Assessing the Current Jurisprudence

Assessing the Current Jurisprudence

DOI: 10.4018/978-1-4666-9519-1.ch013
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This chapter assesses the current state of the off-campus student-speech jurisprudence. It discusses the lower courts' application of the United States Supreme Court's student-speech tests to off-campus student speech. The discussion reveals that there is no uniformity in this application. It further reveals that the lower courts do not uniformly embrace school-censorship authority over off-campus speech. While a majority of courts have been willing to extend school-censorship authority beyond the school campus, a few courts remain resistant to this extension. The chapter also presents data on the judicial trends in the off-campus student-speech jurisprudence. This data reveals that most courts use the material and substantial disruption test when reviewing the constitutionality of school censorship of off-campus student speech. On the other hand, no court has applied the Hazelwood test to off-campus speech. The data also shows that most off-campus speech cases involve speech directed at or against school officials rather than students. The ultimate goal of the chapter is to provide insight into the current unsettled off-campus student-speech jurisprudence.
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This chapter reviews the state of the off-campus student-speech jurisprudence. It discusses examples of lower courts that recognize school-censorship authority in off-campus settings, including the nineteenth century decision of the Supreme Court of Vermont which recognized such authority during student transit to and from school (Lander v. Seaver, 1859). It also discusses examples of lower courts that confine school-censorship authority to the school campus, giving students broad liberty to express themselves off-campus. The chapter highlights the fact that, some courts find the identity of the speaker as a student and that of the target as a teacher, administrator or student sufficient to trigger schools’ off-campus censorship authority. Other courts, however, require school officials to establish a more substantive nexus between the school and the off-campus student speech before censoring the speech. This nexus is customarily satisfied through the material and substantial disruption test – one of the United States Supreme Court’s student-speech tests.

Even though several lower courts use the material and substantial disruption test in reviewing off-campus student speech, unfortunately, there is inconsistency among the courts on whether and how this test and others apply to off-campus speech. Many of the courts that apply the Supreme Court’s student-speech tests to off-campus speech struggle with whether the tests should be extended from their on-campus contexts to off-campus speech. In order to avoid dealing with this difference in contexts, various courts opt not to distinguish off-campus speech from on-campus speech. This lack of distinction effectively allows the courts to apply the student-speech tests without regard for geography. It also empowers school officials to censor off-campus speech as they would on-campus speech. The discussion in the chapter further shows that some courts empower censorship by authorizing school officials to convert off-campus speech into on-campus speech. Courts using this approach essentially avoid dealing with the difficult question of whether the Supreme Court’s student-speech tests should apply to off-campus speech. Beyond the discussion of the student-speech tests, the chapter highlights the fact that some courts use the true-threat doctrine (rather than the material and substantial disruption test) to analyze off-campus speech that evinces intent to cause harm at a school.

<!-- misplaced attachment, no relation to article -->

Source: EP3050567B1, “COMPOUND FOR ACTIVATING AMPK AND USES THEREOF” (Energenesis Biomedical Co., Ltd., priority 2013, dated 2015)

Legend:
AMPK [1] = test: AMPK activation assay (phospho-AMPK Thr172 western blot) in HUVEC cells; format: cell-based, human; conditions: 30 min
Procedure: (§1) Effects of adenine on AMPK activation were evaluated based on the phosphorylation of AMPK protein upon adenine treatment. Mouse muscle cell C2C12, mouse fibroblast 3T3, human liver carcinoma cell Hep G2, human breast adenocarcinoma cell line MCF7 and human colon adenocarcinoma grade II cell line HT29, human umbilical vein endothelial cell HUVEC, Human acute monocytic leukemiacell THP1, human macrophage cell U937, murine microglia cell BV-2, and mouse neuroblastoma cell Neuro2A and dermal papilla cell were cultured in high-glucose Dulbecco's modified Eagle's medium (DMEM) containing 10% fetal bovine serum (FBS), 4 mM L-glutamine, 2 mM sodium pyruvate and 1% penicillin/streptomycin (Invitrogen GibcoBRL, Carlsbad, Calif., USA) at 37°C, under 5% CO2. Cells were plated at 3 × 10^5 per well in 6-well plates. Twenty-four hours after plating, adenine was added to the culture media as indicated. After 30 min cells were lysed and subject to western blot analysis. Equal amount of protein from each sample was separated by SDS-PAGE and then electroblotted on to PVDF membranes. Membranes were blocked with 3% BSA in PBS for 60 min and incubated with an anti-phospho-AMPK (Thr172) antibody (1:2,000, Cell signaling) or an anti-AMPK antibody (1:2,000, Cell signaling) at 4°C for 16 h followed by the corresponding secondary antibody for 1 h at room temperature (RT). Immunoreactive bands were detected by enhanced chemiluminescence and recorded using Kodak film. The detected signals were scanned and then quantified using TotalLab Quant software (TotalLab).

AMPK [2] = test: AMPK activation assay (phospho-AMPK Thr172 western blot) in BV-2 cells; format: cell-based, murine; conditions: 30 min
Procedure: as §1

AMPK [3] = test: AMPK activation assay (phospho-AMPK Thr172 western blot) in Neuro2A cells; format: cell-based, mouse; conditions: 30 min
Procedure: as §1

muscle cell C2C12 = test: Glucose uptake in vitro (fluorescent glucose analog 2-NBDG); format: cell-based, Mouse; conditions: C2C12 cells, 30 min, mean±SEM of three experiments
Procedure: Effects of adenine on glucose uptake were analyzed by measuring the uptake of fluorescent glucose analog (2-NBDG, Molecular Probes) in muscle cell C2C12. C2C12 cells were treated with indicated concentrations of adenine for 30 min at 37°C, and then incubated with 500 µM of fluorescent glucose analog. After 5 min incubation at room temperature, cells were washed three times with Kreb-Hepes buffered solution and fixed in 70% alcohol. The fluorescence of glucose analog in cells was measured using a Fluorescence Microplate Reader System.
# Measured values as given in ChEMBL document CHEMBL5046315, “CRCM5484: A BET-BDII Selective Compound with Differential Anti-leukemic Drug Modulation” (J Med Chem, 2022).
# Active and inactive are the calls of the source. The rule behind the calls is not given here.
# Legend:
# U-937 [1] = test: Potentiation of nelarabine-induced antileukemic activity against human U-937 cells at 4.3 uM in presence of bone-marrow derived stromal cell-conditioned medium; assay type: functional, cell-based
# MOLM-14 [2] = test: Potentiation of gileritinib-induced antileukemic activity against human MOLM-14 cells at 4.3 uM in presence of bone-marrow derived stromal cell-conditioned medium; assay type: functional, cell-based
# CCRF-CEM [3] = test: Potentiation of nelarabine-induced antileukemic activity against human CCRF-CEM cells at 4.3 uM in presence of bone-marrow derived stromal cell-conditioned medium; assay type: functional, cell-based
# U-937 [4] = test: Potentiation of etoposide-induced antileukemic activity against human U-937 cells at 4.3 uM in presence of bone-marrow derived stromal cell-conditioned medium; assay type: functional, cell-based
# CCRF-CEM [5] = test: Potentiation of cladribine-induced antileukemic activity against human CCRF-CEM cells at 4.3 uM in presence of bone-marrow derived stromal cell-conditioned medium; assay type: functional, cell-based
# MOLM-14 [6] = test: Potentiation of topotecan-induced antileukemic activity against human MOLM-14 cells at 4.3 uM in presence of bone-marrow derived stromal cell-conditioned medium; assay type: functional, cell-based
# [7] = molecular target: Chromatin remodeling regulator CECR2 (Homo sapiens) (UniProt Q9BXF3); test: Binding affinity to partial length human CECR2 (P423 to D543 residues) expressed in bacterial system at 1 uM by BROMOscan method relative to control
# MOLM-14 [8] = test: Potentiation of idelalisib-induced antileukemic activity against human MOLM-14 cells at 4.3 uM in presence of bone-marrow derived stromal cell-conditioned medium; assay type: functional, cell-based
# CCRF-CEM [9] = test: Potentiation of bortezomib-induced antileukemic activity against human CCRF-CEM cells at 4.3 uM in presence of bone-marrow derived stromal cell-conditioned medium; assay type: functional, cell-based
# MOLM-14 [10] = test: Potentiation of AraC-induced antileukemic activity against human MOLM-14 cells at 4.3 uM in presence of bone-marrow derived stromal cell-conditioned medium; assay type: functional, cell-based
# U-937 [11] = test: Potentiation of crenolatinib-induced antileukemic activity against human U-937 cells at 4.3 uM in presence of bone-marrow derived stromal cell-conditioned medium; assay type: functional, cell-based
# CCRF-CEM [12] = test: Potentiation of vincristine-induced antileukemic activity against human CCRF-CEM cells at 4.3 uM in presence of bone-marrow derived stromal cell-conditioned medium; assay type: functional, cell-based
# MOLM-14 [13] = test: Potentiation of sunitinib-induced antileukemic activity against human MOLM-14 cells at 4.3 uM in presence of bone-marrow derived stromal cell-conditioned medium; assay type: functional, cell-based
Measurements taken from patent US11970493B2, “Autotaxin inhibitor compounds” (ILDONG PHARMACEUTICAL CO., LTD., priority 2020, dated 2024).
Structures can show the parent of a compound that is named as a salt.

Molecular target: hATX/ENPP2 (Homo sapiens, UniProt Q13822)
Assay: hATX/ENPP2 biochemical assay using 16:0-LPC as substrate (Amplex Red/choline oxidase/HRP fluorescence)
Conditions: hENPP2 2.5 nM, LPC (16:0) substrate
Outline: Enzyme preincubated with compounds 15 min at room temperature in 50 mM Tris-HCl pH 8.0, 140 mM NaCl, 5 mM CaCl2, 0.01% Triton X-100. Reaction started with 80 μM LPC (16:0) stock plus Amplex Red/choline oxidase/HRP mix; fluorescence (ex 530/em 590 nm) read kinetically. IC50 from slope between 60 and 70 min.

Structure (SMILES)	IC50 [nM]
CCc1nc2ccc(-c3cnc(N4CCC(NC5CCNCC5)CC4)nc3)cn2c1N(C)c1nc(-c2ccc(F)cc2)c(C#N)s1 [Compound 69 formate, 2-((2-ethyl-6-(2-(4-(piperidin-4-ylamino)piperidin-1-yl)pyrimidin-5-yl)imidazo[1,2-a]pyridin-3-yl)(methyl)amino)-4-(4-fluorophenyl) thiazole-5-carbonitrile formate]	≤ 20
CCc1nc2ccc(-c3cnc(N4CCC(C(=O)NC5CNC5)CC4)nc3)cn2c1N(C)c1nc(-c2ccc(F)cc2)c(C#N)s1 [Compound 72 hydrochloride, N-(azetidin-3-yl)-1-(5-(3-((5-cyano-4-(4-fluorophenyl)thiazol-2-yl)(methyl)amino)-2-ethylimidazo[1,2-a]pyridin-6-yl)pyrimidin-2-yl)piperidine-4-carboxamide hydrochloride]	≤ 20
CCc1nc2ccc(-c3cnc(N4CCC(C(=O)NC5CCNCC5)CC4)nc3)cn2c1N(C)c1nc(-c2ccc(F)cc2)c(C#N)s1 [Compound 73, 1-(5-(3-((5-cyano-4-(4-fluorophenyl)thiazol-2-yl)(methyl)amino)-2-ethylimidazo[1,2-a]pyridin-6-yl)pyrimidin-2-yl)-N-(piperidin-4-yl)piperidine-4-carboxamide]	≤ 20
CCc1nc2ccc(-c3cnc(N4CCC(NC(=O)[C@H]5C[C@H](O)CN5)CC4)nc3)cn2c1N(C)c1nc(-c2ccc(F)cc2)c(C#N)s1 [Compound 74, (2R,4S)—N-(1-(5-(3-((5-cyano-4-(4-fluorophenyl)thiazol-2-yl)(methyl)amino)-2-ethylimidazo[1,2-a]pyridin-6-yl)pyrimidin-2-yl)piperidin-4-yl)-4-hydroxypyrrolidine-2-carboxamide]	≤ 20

This chapter presents tabulated information on the lower courts’ application of the Supreme Court’s student-speech tests to off-campus speech. Additionally, it reports on the proportion of off-campus speech cases that have been reviewed under the true-threat doctrine, the fighting-words doctrine, defamation law and the Miller-test approach to obscenity. It also reports on the number of courts that have distinguished (and those that have failed to distinguish) on-campus speech from off-campus speech. Recall, the discussions of student-censorship incidents in chapters eleven and twelve revealed that student use of school resource or time plays a role in the judicial analysis of off-campus speech. The discussions also showed that courts give consideration to the student-speaker’s (as opposed to a third party) role in bringing the speech to the school’s attention. Similarly, when the speaker accesses the speech on-campus, some courts tend to view the speech as on-campus speech. This chapter presents data on the courts that embrace these conclusions in order to determine the prevalence of these conclusions. Moreover, as earlier discussions revealed, some courts impose a reasonable-foreseeability standard that schools must satisfy in order to censor off-campus speech. This chapter provides data on the courts using this requirement. It also underscores the winning party in cases where speech targeted school officials and those where speech targeted students. Finally, it presents data on the number of cases adjudicated in federal courts and state courts.

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